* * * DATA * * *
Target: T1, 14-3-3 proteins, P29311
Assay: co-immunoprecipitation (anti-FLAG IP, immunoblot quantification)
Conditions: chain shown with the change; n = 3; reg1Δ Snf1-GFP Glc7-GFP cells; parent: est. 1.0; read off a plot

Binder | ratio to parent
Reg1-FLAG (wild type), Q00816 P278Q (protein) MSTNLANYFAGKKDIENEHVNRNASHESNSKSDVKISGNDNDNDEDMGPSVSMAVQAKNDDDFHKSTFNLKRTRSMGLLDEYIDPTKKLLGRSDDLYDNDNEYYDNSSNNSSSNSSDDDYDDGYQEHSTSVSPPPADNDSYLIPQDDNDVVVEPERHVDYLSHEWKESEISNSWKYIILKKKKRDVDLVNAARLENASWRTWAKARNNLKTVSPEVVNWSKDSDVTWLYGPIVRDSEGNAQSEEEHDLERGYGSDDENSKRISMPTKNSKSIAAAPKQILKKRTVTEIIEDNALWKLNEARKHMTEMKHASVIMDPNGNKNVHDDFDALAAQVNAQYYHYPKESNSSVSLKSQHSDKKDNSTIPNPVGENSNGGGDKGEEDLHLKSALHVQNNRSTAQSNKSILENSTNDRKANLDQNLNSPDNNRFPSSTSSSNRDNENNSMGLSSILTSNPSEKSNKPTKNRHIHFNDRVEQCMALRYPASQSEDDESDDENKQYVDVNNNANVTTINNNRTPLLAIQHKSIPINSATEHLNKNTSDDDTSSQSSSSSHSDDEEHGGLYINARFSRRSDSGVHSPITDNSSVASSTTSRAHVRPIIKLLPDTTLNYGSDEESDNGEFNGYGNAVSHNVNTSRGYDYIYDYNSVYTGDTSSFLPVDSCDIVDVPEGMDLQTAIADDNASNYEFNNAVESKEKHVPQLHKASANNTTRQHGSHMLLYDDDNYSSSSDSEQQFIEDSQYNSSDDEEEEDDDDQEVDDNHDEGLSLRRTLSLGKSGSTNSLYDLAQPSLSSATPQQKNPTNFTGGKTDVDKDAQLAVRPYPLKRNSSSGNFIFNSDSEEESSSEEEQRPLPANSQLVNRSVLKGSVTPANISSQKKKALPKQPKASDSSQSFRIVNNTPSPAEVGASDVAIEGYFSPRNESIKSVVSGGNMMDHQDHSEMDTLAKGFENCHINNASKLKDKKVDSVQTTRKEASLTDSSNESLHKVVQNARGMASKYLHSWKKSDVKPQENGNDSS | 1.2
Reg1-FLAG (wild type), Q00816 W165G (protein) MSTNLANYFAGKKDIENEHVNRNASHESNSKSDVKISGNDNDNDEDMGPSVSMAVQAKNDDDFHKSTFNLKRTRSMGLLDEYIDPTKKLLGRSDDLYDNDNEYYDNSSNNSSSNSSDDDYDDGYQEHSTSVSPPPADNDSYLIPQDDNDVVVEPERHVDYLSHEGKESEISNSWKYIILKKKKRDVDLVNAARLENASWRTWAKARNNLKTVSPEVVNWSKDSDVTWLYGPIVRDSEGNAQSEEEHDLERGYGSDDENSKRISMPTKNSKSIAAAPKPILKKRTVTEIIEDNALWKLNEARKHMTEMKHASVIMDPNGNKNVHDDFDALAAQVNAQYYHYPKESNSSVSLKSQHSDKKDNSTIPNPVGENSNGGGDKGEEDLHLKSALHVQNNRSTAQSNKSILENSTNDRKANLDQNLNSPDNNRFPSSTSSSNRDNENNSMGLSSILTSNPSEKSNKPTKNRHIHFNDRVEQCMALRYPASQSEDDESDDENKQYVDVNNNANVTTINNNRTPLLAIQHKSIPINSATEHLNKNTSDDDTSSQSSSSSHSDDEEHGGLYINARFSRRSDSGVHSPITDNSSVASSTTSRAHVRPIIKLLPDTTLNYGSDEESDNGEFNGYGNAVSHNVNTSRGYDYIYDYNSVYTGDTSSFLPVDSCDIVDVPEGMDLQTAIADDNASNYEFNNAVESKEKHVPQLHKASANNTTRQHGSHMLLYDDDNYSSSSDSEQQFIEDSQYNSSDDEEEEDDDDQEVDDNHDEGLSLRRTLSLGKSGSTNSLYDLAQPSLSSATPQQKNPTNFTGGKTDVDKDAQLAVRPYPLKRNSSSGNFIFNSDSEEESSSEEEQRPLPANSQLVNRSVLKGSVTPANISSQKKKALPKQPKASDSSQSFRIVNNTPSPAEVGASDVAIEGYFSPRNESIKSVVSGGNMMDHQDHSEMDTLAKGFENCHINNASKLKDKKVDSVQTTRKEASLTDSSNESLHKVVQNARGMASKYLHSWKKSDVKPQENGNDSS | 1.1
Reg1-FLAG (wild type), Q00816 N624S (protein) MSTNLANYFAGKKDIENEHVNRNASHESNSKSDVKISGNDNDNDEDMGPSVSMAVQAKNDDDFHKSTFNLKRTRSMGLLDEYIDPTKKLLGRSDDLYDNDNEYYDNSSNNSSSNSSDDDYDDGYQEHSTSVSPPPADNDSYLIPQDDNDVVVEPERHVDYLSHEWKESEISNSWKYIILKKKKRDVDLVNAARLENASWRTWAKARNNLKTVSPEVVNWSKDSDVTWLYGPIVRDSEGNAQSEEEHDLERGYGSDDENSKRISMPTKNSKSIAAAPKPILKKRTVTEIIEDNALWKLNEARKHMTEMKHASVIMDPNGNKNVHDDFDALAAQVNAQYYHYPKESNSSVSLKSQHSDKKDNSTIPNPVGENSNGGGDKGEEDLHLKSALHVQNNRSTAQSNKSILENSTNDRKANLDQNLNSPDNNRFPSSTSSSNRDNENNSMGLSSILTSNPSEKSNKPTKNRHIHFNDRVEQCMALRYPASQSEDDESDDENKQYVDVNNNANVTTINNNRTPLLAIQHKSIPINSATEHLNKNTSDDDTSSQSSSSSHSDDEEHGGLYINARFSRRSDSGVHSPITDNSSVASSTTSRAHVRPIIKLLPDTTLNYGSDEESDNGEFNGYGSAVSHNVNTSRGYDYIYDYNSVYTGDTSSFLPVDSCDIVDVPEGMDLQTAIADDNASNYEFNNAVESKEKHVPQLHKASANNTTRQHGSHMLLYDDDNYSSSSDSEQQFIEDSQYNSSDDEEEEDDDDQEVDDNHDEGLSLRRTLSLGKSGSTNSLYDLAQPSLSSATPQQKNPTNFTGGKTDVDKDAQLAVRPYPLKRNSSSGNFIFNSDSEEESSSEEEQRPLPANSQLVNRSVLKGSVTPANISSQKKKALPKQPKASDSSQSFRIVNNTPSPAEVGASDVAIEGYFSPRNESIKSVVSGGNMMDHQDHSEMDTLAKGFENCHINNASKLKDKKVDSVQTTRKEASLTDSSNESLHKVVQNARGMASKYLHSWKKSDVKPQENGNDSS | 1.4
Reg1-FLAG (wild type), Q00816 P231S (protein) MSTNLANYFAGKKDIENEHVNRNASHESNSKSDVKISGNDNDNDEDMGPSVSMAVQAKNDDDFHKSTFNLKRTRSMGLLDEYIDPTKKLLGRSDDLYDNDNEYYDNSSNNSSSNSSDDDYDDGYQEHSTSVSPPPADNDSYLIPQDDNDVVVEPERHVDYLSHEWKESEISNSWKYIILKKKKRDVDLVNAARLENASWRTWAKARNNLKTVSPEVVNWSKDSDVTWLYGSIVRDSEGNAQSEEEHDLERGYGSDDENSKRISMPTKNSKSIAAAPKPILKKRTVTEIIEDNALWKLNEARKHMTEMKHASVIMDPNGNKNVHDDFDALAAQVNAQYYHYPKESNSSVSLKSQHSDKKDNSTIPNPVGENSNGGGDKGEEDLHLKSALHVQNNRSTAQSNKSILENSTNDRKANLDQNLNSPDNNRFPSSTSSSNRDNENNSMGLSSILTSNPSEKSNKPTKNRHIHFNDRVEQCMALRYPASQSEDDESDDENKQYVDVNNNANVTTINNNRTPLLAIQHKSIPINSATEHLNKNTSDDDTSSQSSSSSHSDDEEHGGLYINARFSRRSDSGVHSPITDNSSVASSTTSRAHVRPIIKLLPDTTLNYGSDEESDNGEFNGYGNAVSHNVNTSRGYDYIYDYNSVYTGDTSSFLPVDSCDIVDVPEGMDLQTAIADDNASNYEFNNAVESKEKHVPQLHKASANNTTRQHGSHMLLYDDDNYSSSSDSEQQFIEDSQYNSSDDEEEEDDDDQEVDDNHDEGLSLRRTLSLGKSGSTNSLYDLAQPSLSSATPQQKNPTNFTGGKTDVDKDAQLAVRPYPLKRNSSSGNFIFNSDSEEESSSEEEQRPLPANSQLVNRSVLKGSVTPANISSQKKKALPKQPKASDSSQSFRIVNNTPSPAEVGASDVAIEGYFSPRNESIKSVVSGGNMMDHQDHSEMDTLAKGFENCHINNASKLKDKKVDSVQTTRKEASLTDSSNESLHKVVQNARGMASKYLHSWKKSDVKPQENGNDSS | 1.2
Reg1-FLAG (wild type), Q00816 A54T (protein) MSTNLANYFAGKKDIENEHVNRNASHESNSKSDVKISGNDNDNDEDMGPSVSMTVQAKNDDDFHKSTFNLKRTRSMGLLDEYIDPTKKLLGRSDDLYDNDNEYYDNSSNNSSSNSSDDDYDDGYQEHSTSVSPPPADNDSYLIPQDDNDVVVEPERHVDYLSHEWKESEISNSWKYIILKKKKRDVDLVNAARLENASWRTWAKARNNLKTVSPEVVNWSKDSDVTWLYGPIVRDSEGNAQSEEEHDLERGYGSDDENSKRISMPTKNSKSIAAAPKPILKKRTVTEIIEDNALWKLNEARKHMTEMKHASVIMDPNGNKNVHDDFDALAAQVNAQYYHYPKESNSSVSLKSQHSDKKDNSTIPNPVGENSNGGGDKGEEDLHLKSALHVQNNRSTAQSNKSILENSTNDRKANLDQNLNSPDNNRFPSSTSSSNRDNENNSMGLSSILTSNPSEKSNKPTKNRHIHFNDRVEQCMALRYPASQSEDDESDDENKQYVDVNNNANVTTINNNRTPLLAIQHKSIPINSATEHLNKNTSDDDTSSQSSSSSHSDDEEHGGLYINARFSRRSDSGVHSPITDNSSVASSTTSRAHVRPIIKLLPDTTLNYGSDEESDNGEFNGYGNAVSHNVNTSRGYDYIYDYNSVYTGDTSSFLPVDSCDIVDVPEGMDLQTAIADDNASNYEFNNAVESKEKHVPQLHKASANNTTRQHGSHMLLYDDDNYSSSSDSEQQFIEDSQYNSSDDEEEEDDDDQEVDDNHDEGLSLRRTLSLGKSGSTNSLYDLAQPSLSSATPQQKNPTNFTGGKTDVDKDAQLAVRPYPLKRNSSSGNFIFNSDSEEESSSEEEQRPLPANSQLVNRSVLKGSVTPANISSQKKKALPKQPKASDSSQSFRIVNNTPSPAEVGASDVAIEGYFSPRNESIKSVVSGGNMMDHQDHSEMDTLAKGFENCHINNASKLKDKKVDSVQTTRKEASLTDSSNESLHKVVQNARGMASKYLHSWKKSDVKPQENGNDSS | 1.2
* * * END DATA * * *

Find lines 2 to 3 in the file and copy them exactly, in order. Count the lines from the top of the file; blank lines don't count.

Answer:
Assay: co-immunoprecipitation (anti-FLAG IP, immunoblot quantification)
Conditions: chain shown with the change; n = 3; reg1Δ Snf1-GFP Glc7-GFP cells; parent: est. 1.0; read off a plot